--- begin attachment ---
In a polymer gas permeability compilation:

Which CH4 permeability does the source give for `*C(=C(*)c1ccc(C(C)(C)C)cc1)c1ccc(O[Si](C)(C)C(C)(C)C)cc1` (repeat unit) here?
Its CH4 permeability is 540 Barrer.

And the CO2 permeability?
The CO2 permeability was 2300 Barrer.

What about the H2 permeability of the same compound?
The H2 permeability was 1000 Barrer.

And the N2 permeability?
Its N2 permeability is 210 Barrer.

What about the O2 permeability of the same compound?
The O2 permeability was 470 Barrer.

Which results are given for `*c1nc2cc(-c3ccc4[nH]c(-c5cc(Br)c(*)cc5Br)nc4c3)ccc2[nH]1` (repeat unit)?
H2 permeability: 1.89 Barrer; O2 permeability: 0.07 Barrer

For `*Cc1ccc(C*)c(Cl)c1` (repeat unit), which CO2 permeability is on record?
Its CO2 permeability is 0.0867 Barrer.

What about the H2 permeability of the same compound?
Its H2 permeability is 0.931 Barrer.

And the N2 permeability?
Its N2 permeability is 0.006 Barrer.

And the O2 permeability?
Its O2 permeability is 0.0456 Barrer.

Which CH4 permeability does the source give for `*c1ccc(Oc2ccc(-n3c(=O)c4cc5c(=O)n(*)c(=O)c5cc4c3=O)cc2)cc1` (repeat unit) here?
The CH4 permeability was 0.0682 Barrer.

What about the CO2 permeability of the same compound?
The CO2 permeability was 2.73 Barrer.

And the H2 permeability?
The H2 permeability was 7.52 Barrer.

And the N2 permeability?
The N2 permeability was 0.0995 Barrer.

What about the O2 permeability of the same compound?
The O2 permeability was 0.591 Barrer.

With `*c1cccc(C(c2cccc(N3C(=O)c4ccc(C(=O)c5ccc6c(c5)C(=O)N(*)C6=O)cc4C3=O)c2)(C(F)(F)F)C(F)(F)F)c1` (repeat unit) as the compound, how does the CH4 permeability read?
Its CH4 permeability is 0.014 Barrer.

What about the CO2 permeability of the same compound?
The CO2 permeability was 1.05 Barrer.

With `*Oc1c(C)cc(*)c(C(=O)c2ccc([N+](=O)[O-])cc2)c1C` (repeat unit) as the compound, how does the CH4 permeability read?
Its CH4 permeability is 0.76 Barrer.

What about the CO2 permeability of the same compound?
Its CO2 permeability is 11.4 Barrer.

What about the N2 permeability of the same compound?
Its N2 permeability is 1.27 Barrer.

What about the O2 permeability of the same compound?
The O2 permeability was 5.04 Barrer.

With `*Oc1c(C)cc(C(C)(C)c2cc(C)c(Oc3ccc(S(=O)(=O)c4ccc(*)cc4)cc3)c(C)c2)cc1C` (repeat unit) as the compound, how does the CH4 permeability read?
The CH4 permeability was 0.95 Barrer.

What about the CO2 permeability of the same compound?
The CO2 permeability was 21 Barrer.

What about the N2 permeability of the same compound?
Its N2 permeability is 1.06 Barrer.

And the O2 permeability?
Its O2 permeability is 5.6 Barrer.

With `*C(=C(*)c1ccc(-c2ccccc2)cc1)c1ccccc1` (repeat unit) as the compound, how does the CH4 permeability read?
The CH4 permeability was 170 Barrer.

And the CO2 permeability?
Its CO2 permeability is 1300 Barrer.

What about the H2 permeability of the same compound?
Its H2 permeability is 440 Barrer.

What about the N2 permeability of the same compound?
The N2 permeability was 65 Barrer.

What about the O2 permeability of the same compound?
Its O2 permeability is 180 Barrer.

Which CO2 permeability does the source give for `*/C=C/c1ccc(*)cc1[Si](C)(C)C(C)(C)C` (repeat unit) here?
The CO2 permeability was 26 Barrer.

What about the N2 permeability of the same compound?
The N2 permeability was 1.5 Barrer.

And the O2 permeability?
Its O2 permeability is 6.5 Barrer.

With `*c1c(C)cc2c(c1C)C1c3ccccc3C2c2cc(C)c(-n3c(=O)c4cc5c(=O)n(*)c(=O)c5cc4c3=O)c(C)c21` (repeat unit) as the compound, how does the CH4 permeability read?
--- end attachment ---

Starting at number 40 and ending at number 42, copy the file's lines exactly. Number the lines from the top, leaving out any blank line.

What about the N2 permeability of the same compound?
Its N2 permeability is 1.27 Barrer.

What about the O2 permeability of the same compound?